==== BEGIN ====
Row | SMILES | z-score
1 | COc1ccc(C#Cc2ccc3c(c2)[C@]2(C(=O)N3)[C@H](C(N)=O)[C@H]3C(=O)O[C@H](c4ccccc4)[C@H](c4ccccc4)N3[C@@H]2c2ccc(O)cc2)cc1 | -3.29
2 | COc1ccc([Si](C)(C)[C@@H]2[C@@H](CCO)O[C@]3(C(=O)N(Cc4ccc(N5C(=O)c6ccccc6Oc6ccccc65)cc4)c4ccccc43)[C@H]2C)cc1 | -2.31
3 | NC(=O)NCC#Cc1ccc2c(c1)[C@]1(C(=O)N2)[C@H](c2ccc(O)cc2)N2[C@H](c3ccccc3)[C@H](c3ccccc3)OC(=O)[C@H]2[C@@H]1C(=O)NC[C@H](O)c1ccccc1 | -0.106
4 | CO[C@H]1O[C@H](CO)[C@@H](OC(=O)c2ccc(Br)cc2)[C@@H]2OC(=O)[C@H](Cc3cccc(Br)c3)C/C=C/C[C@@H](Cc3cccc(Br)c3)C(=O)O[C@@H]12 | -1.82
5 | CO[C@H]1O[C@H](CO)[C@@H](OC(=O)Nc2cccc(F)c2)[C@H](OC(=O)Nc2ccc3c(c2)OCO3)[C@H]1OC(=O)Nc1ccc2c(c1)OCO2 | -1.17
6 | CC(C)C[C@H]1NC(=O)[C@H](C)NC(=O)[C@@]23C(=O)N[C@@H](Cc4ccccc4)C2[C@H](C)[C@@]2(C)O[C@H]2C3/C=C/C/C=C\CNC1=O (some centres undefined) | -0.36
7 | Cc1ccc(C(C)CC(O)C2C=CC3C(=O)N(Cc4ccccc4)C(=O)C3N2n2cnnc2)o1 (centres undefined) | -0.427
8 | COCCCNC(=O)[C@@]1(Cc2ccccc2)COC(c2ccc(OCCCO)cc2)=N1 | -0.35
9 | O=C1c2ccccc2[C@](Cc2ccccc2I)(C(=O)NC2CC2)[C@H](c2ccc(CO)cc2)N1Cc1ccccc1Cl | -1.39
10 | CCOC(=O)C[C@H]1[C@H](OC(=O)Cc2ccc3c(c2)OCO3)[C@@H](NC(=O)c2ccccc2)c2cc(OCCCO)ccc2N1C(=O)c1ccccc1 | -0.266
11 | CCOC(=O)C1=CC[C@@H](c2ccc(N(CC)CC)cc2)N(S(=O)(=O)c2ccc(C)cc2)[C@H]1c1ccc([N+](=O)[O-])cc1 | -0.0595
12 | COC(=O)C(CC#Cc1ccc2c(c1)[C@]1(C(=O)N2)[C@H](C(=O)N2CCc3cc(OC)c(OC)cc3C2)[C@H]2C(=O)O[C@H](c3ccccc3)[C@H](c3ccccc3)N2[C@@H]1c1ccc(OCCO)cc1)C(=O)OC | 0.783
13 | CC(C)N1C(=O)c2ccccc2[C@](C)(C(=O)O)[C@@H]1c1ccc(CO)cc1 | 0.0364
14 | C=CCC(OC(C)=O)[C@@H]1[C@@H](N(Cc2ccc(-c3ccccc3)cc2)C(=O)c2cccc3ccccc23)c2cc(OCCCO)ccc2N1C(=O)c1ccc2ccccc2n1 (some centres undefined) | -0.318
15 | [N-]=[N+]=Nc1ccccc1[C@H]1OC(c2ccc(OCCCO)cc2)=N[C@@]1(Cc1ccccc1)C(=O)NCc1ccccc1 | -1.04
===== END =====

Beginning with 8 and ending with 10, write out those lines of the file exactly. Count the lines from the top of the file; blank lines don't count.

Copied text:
7 | Cc1ccc(C(C)CC(O)C2C=CC3C(=O)N(Cc4ccccc4)C(=O)C3N2n2cnnc2)o1 (centres undefined) | -0.427
8 | COCCCNC(=O)[C@@]1(Cc2ccccc2)COC(c2ccc(OCCCO)cc2)=N1 | -0.35
9 | O=C1c2ccccc2[C@](Cc2ccccc2I)(C(=O)NC2CC2)[C@H](c2ccc(CO)cc2)N1Cc1ccccc1Cl | -1.39